The expression that something is like a camel through the eye of a needle is meant to show the impossibility of the thing under discussion. The likelihood that you could ever get a camel through the eye of a needle is so implausible as to be laughable. It is the height of impossibility and improbability.
However it also becomes sobering when you look at it from the Lord’s perspective. When He uses this phrase it is worth listening to because when the Lord describes something in these terms, and when we see what it is he is describing, we need to re-evaluate many of the things that are considered desirable and change our priorities.
What is this impossibility?
Jesus tells the disciples in this section of scripture that for a rich man to enter the kingdom of God is as likely as putting a camel through the eye of a needle. I suggest you re-read that last sentence. It is as likely for a rich man to enter the kingdom of God as it is to put a camel through the eye of a needle.
Why is this so impossible in the eyes of the Lord? What is it about riches that can be so detrimental to a man that he could fail to attain the desire of all Christians, which is to enter the kingdom of God?
The Problem of Riches
Money corrupts people. Paul writes, “For the love of money is the root of all evils; it is through this craving that some have wandered away from the faith and pierced their hearts with many pangs.” (1 Timothy 6:10)
The problem is not the money itself as money is inanimate. It is the craving and love of money that is the problem. When people seek the riches of money and the wealth of this world their attention is divided. The love of money corrupts people and can lead them away from a pure devotion to Christ.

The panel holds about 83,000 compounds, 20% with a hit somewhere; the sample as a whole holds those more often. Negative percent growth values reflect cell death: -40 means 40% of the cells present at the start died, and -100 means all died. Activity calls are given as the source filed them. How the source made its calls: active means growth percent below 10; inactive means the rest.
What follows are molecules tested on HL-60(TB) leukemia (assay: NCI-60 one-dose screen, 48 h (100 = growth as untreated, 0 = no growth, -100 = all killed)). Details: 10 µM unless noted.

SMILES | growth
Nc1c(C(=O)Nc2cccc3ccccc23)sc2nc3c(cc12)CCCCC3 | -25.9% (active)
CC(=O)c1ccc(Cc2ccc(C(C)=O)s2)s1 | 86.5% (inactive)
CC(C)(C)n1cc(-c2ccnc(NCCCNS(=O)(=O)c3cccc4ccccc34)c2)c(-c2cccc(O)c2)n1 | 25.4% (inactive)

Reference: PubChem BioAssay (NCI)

Knowing this, is this something that we should strive for? Should we seek the riches of this world? What about those preachers who teach wealth ministry and that the Lord wants you to be rich?
Wealth ministry is a lie. It is a trick designed to lead you astray and away from the Lord. The essence of this ministry is that the Lord wants you to be rich. They also say that you should be blessed by the Lord with the wealth of this world, and if you are not being so blessed there is something wrong with you or your faith.
What a load of rubbish! When Jesus makes it clear that the likelihood of a rich man entering the kingdom of God has about as much chance as putting a camel through the eye of a needle, how can anyone claiming to be a Christian accept a ministry that is the polar opposite of the Lord’s words?
Does God want you to be rich?
God wants to bless all of his people with great riches, but not the riches of this world. His blessings and the true riches are found in peace, joy, love, fellowship, grace and so on. These have nothing to do with money and the wealth of this world.
Certainly there were people of God in the Old Testament that these wealth ministers point to as examples of the Lord making them rich. They point to Job, Abraham, Isaac & Jacob, and others. But the promises of the New Covenant are not about wealth in this world. The wealth that awaits the people of God is heavenly wealth. Even those great men of the Bible were prepared to forsake their earthly wealth for the greater wealth on offer in the spiritual realms.
This section of scripture does show that those who are prepared to forsake the things of this world will be rewarded. Peter said to the Lord, “Lo, we have left our homes and followed you.” (Verse 28) Jesus answered him saying, “Truly, I say to you, there is no man who has left house or wife or brothers or parents or children, for the sake of the kingdom of God, who will not receive manifold more in this time, and in the age to come eternal life.” (Verses 29-30)
Those who forsake the things of this life will be blessed in many other ways. He does not promise wealth, but if a person has to forgo the things of this life, including friends, family and possessions, they will be richly rewarded with other blessings and ultimately with receiving eternal life. Surely that is greater than the temporary and illusory promise of money.
(Photo sourced from stock.xchng www.sxc.hu/ taken by Riyas Hamza)